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Oracles concerning Babylon, Edom, and Arabia


The oracle concerning the wilderness of the sea.


As whirlwinds in the Negeb sweep on,

it comes from the desert,

from a terrible land.


A stern vision is told to me;

the betrayer betrays,

and the destroyer destroys.

Go up, O Elam,

lay siege, O Media;

all the sighing she has caused

I bring to an end.


Therefore my loins are filled with anguish;

pangs have seized me,

like the pangs of a woman in labor;

I am bowed down so that I cannot hear,

I am dismayed so that I cannot see.


My mind reels, horror has appalled me;

the twilight I longed for

has been turned for me into trembling.


They prepare the table,

they spread the rugs,

they eat, they drink.

Rise up, commanders,

oil the shield!


For thus the Lord said to me:

“Go, post a lookout,

let him announce what he sees.


When he sees riders, horsemen in pairs,

riders on donkeys, riders on camels,

let him listen diligently,

very diligently.”


Then the watcher called out:

“Upon a watchtower I stand, O Lord,

continually by day,

and at my post I am stationed

throughout the night.


Look, there they come, riders,

horsemen in pairs!”

Then he responded,

“Fallen, fallen is Babylon;

and all the images of her gods

lie shattered on the ground.”


O my threshed and winnowed one,

what I have heard from the L ord of hosts,

the God of Israel, I announce to you.


11 The oracle concerning Dumah.


One is calling to me from Seir,

“Sentinel, what of the night?

Sentinel, what of the night?”


The sentinel says:

“Morning comes, and also the night.

If you will inquire, inquire;

come back again.”


13 The oracle concerning the desert plain.


In the scrub of the desert plain you will lodge,

O caravans of Dedanites.


Bring water to the thirsty,

meet the fugitive with bread,

O inhabitants of the land of Tema.


For they have fled from the swords,

from the drawn sword,

from the bent bow,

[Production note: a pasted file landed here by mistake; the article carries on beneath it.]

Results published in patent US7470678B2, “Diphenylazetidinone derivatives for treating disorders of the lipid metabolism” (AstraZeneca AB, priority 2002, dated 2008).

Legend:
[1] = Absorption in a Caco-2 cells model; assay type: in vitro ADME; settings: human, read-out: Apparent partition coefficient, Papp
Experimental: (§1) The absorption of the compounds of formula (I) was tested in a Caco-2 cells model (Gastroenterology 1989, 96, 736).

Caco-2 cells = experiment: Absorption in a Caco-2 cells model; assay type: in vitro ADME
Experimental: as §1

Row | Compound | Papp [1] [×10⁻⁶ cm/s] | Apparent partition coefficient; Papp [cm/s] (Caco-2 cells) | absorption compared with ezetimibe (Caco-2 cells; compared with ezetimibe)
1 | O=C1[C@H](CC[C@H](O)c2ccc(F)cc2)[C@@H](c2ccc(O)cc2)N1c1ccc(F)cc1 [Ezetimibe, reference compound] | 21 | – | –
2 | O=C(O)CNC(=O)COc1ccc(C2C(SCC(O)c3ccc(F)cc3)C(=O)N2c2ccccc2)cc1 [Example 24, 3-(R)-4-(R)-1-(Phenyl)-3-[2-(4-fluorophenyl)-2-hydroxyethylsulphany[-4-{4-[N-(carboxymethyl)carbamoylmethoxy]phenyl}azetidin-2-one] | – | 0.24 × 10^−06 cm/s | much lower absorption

and from the stress of battle.

16 For thus the Lord said to me: Within a year, according to the years of a hired worker, all the glory of Kedar will come to an end; 17and the remaining bows of Kedar’s warriors will be few; for the L ord, the God of Israel, has spoken.


6. For thus hath the Lord said to me. The Prophet is commanded to set a watchman on the watchtower, to see these things at a distance; for they cannot be perceived by the eyes, or learned by conjecture. In order, therefore, that all may know that he did not speak at random, he declares that he foretells these things; for although they are unknown to men, and incredible, yet he clearly and distinctly knows them by the spirit of prophecy, because he is elevated above the judgment of men. This ought to be carefully observed; for we must not imagine that the prophets learned from men, or foresaw by their own sagacity, those things which they made known; and on this account also they were justly called “Seers.” (1 Samuel 9:9.) Though we also see them, yet our sight is dull, and we scarcely perceive what is at our feet; and even the most acute men are often in darkness, because they understand nothing but what they can gather by the use of reason. But the prophets speak by the Spirit of God, as from heaven. The amount of what is stated is, that whosoever shall attempt to measure this prophecy by their own judgment will do wrong, because it has proceeded from God, and therefore it goes far beyond our sense.

Go, appoint a watchman. It gives additional weight that he “appoints a watchman in the name of God.” If it be objected, “You relate incredible things as if they had actually happened,” he replies that he does not declare them at random; for he whom the prince has appointed to be a watchman, sees from a distance what others do not know. Thus Isaiah saw by the revelation of the Spirit what was unknown to others.

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